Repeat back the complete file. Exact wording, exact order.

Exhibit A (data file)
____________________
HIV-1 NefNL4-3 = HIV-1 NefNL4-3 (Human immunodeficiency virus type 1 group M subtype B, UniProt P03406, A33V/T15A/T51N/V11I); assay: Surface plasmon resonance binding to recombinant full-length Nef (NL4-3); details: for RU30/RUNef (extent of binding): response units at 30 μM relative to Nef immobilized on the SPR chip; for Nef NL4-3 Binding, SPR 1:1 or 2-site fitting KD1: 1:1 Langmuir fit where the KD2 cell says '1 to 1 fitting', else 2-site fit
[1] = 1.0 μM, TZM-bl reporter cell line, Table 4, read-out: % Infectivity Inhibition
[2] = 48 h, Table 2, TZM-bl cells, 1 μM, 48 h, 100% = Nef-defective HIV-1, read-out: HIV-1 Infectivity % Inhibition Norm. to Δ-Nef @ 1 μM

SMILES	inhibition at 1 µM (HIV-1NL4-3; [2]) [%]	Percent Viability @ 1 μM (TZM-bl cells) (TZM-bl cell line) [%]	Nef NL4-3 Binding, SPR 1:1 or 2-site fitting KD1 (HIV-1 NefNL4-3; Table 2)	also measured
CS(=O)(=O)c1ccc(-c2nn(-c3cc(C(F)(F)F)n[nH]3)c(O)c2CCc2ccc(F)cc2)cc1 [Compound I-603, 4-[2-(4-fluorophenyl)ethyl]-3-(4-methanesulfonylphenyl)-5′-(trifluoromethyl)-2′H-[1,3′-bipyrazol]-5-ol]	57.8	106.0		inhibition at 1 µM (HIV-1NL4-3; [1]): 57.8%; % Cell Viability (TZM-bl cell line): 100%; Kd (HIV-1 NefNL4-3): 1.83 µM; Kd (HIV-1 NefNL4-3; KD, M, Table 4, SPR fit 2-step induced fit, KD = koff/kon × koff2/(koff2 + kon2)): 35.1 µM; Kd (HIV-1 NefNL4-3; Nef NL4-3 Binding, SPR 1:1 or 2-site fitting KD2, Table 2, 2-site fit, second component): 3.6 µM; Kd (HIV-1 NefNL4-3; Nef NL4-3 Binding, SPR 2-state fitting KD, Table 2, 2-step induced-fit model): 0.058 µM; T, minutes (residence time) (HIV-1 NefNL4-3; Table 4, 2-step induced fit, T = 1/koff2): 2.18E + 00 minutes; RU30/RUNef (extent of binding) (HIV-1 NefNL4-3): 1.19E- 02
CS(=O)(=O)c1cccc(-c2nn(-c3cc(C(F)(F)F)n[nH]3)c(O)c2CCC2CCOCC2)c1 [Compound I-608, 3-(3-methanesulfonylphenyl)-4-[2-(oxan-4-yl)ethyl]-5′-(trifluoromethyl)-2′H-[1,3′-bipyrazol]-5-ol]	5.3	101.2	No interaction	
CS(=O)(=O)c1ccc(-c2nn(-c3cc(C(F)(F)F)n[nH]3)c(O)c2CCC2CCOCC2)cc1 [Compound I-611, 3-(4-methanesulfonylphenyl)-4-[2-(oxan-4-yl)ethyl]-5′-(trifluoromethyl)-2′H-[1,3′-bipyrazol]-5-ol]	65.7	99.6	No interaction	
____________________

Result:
HIV-1 NefNL4-3 = HIV-1 NefNL4-3 (Human immunodeficiency virus type 1 group M subtype B, UniProt P03406, A33V/T15A/T51N/V11I); assay: Surface plasmon resonance binding to recombinant full-length Nef (NL4-3); details: for RU30/RUNef (extent of binding): response units at 30 μM relative to Nef immobilized on the SPR chip; for Nef NL4-3 Binding, SPR 1:1 or 2-site fitting KD1: 1:1 Langmuir fit where the KD2 cell says '1 to 1 fitting', else 2-site fit
[1] = 1.0 μM, TZM-bl reporter cell line, Table 4, read-out: % Infectivity Inhibition
[2] = 48 h, Table 2, TZM-bl cells, 1 μM, 48 h, 100% = Nef-defective HIV-1, read-out: HIV-1 Infectivity % Inhibition Norm. to Δ-Nef @ 1 μM

SMILES	inhibition at 1 µM (HIV-1NL4-3; [2]) [%]	Percent Viability @ 1 μM (TZM-bl cells) (TZM-bl cell line) [%]	Nef NL4-3 Binding, SPR 1:1 or 2-site fitting KD1 (HIV-1 NefNL4-3; Table 2)	also measured
CS(=O)(=O)c1ccc(-c2nn(-c3cc(C(F)(F)F)n[nH]3)c(O)c2CCc2ccc(F)cc2)cc1 [Compound I-603, 4-[2-(4-fluorophenyl)ethyl]-3-(4-methanesulfonylphenyl)-5′-(trifluoromethyl)-2′H-[1,3′-bipyrazol]-5-ol]	57.8	106.0		inhibition at 1 µM (HIV-1NL4-3; [1]): 57.8%; % Cell Viability (TZM-bl cell line): 100%; Kd (HIV-1 NefNL4-3): 1.83 µM; Kd (HIV-1 NefNL4-3; KD, M, Table 4, SPR fit 2-step induced fit, KD = koff/kon × koff2/(koff2 + kon2)): 35.1 µM; Kd (HIV-1 NefNL4-3; Nef NL4-3 Binding, SPR 1:1 or 2-site fitting KD2, Table 2, 2-site fit, second component): 3.6 µM; Kd (HIV-1 NefNL4-3; Nef NL4-3 Binding, SPR 2-state fitting KD, Table 2, 2-step induced-fit model): 0.058 µM; T, minutes (residence time) (HIV-1 NefNL4-3; Table 4, 2-step induced fit, T = 1/koff2): 2.18E + 00 minutes; RU30/RUNef (extent of binding) (HIV-1 NefNL4-3): 1.19E- 02
CS(=O)(=O)c1cccc(-c2nn(-c3cc(C(F)(F)F)n[nH]3)c(O)c2CCC2CCOCC2)c1 [Compound I-608, 3-(3-methanesulfonylphenyl)-4-[2-(oxan-4-yl)ethyl]-5′-(trifluoromethyl)-2′H-[1,3′-bipyrazol]-5-ol]	5.3	101.2	No interaction	
CS(=O)(=O)c1ccc(-c2nn(-c3cc(C(F)(F)F)n[nH]3)c(O)c2CCC2CCOCC2)cc1 [Compound I-611, 3-(4-methanesulfonylphenyl)-4-[2-(oxan-4-yl)ethyl]-5′-(trifluoromethyl)-2′H-[1,3′-bipyrazol]-5-ol]	65.7	99.6	No interaction	